Baltimore, MD – A look at the grand restoration of the historic Parkway Theatre

posted by ThrHistoricalSociety on April 20, 2017 at 10:52 am


From the Baltimore Business Journal: The Maryland Film Festival is preparing to move into the Parkway Theatre at Charles Street and North Avenue this week as famous Baltimore filmmakers Barry Levinson, John Waters and David Simon will be on hand Thursday for a gala there.

The $18.2 million renovations began last year at the site that had been vacant for 40 years, said Jed Dietz, director of the Maryland Film Festival. The nonprofit purchased the theater and the old “Chicken Box,” building located next to it from the city for $1 in 2012 after the Baltimore Development Corp. sought the redevelopment of the corner into a cultural center to add to the growing cultural space in the community.

“The idea was to really rescue the building,” Dietz said, during a tour of the space last week.

The Parkway Theater first opened in 1915, the same year as the classic silent film, “The Birth of a Nation” was released directed and co-produced by D. W. Griffith starring Lillian Gish. It is widely regarded as the first film available for audience viewing and the beginning of a new industry.

The theater building is a classic Greek revival design, with the original tile floors, ceilings, ornate stage frame and a dramatic curving balcony. The space has been painstakingly preserved during the renovations, even though the theater now holds modern updates like a digital film booth, new seating in a custom royal blue fabric, and two smaller showing theaters upstairs. Original plaster moulding with designs from 1915, many worn over exposure to the elements during the 40-year vacancy, have also been preserved. The updates include surround-sound speakers and additional bathrooms.

Looking up at the grand ceiling in the main theater, Dietz showed off a dramatic and restored oval-shaped light fixture and said: “You get to experience the beginning of movie history in that ceiling.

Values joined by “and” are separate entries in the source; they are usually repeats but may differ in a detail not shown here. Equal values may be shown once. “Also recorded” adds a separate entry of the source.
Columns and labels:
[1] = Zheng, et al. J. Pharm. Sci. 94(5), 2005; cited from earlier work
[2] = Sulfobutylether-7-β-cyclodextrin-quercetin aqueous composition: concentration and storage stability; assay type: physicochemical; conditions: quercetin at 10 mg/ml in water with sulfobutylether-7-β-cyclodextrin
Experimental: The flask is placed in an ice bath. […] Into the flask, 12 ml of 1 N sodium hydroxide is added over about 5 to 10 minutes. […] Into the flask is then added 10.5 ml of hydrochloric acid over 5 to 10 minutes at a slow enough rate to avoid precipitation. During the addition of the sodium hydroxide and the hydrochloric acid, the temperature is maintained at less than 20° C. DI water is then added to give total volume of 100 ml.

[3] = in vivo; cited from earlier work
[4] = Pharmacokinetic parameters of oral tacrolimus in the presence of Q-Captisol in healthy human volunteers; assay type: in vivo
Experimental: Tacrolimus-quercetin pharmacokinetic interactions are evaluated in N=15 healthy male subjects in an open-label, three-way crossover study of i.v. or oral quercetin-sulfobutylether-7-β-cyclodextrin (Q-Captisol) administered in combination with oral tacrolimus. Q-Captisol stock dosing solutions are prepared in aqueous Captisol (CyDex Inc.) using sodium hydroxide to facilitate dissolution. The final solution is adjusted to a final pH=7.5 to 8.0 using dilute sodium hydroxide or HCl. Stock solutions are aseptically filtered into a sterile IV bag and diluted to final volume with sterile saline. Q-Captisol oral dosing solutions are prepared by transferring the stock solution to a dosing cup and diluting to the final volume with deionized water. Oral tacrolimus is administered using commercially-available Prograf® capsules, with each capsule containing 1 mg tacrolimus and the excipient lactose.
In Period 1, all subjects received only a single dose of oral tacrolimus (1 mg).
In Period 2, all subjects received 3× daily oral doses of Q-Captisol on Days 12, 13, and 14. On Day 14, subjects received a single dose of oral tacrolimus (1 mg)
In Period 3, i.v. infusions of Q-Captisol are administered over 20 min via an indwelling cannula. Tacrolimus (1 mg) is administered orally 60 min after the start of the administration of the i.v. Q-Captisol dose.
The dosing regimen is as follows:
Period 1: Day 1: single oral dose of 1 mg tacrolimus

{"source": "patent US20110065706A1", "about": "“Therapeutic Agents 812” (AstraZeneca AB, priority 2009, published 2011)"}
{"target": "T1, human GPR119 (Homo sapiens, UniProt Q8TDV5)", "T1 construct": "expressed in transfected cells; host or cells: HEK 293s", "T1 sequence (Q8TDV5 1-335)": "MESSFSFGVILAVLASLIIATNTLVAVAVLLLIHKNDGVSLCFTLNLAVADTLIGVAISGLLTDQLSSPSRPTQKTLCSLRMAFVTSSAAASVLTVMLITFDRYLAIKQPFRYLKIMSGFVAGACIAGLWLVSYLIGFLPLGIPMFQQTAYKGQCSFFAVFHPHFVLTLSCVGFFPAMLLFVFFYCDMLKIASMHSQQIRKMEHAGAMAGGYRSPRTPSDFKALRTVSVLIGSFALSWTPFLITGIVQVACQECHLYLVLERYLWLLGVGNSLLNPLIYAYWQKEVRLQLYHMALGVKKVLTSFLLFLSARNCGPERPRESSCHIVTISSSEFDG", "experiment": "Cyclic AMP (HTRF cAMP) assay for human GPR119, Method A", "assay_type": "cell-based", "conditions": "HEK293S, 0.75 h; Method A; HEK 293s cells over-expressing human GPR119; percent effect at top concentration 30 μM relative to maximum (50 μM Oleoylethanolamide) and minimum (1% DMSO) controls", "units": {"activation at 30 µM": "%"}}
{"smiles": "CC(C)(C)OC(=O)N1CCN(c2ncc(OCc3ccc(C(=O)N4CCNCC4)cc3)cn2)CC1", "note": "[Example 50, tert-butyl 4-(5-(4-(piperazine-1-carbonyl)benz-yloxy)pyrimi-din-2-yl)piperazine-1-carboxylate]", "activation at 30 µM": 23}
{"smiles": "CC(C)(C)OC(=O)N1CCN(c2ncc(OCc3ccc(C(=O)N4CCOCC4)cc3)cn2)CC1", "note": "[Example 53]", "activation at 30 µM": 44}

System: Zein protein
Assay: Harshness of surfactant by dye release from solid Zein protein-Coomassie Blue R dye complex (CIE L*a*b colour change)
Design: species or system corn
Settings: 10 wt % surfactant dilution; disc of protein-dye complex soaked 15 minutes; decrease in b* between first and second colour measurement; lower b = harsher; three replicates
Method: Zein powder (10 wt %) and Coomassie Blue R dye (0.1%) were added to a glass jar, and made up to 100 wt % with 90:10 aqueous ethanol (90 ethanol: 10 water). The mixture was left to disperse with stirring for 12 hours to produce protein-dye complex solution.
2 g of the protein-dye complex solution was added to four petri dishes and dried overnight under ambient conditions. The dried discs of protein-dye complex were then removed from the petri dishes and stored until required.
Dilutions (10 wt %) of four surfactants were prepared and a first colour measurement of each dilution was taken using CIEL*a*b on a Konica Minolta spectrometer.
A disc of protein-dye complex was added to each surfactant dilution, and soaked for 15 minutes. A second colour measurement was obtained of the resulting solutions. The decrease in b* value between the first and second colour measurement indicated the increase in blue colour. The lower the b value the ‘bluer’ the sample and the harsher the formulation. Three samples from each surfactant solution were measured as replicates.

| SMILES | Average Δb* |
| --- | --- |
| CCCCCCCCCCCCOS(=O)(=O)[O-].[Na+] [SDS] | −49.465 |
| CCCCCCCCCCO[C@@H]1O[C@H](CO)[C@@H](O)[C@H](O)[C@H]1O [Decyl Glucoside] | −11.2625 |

“We’re on schedule and on budget,” he added.

Besides the film festival, which runs from May 3-7, the Parkway will be the new home to film students from the Maryland Institute College of Art and Johns Hopkins University to hold classes and show their films and documentaries. It will also house a new Youth Documentary Program. The theater is also available to rent for private functions, Dietz said.

“All these young, emerging film makers can see their work in this community,” he said.

Dietz said the film festival purchased the Parkway before the $19 million redevelopment of the old Centre Theater by Jubilee Baltimore across the street at 10 North Ave. into an innovation hub or plans by MICA and Hopkins to combine their film education efforts on certain levels.

“It was beyond serendipitous,” he said of the emerging film hub in the community.

Tickets for films at the Parkway cost $11 and will be available online or through touch-screen computers in the lobby.

Local architects at Ziger/Snead designed the project, and kept much of the historic and well-worn facade of the interior in the theater located in the Station North Arts District.

To honor a major donor who gave $5 million to the project, the redeveloped theater officially will be called the Stavros Niarchos Foundation Parkway.

Story link and photo gallery at:

ABOUT THEATRE HISTORICAL SOCIETY OF AMERICA: Founded by Ben Hall in 1969, the Theatre Historical Society of America (THS) celebrates, documents and promotes the architectural, cultural and social relevance of America’s historic theatres. Through its preservation of the collections in the American Theatre Architecture Archive, its signature publication Marquee™ and Conclave Theatre Tour, THS increases awareness, appreciation and scholarly study of America’s theatres.

Learn more about historic theatres in the THS American Theatre Architecture Archives and on our website at

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